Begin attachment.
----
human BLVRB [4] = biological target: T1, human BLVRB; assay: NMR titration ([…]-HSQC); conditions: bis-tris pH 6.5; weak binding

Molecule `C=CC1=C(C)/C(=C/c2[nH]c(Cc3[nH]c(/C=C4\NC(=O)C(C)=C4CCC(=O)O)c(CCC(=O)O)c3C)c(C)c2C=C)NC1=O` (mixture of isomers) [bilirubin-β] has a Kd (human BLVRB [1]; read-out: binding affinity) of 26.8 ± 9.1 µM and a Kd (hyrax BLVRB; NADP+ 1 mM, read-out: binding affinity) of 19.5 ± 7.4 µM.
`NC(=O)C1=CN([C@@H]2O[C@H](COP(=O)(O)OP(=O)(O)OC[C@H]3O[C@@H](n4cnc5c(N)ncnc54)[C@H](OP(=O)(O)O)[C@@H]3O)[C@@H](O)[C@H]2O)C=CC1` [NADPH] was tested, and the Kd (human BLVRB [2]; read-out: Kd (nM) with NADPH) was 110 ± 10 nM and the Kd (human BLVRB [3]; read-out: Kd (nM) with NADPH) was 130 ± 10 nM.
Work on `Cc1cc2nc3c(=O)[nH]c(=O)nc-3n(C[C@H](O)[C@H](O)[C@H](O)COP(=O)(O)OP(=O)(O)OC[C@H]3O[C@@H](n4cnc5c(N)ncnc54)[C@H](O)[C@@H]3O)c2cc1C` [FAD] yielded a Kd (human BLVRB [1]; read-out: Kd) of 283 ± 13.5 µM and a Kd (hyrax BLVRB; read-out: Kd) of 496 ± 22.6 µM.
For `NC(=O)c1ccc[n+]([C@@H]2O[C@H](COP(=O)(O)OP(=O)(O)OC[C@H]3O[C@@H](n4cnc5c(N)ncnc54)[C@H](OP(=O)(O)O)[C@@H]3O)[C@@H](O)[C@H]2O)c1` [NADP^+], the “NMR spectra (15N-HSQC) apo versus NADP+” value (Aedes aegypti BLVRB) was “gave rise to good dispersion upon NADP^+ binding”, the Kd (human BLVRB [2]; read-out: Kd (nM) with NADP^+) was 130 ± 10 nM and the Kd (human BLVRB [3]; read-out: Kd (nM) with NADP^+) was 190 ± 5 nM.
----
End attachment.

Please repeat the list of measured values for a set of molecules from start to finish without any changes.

human BLVRB [4] = biological target: T1, human BLVRB; assay: NMR titration ([…]-HSQC); conditions: bis-tris pH 6.5; weak binding

Molecule `C=CC1=C(C)/C(=C/c2[nH]c(Cc3[nH]c(/C=C4\NC(=O)C(C)=C4CCC(=O)O)c(CCC(=O)O)c3C)c(C)c2C=C)NC1=O` (mixture of isomers) [bilirubin-β] has a Kd (human BLVRB [1]; read-out: binding affinity) of 26.8 ± 9.1 µM and a Kd (hyrax BLVRB; NADP+ 1 mM, read-out: binding affinity) of 19.5 ± 7.4 µM.
`NC(=O)C1=CN([C@@H]2O[C@H](COP(=O)(O)OP(=O)(O)OC[C@H]3O[C@@H](n4cnc5c(N)ncnc54)[C@H](OP(=O)(O)O)[C@@H]3O)[C@@H](O)[C@H]2O)C=CC1` [NADPH] was tested, and the Kd (human BLVRB [2]; read-out: Kd (nM) with NADPH) was 110 ± 10 nM and the Kd (human BLVRB [3]; read-out: Kd (nM) with NADPH) was 130 ± 10 nM.
Work on `Cc1cc2nc3c(=O)[nH]c(=O)nc-3n(C[C@H](O)[C@H](O)[C@H](O)COP(=O)(O)OP(=O)(O)OC[C@H]3O[C@@H](n4cnc5c(N)ncnc54)[C@H](O)[C@@H]3O)c2cc1C` [FAD] yielded a Kd (human BLVRB [1]; read-out: Kd) of 283 ± 13.5 µM and a Kd (hyrax BLVRB; read-out: Kd) of 496 ± 22.6 µM.
For `NC(=O)c1ccc[n+]([C@@H]2O[C@H](COP(=O)(O)OP(=O)(O)OC[C@H]3O[C@@H](n4cnc5c(N)ncnc54)[C@H](OP(=O)(O)O)[C@@H]3O)[C@@H](O)[C@H]2O)c1` [NADP^+], the “NMR spectra (15N-HSQC) apo versus NADP+” value (Aedes aegypti BLVRB) was “gave rise to good dispersion upon NADP^+ binding”, the Kd (human BLVRB [2]; read-out: Kd (nM) with NADP^+) was 130 ± 10 nM and the Kd (human BLVRB [3]; read-out: Kd (nM) with NADP^+) was 190 ± 5 nM.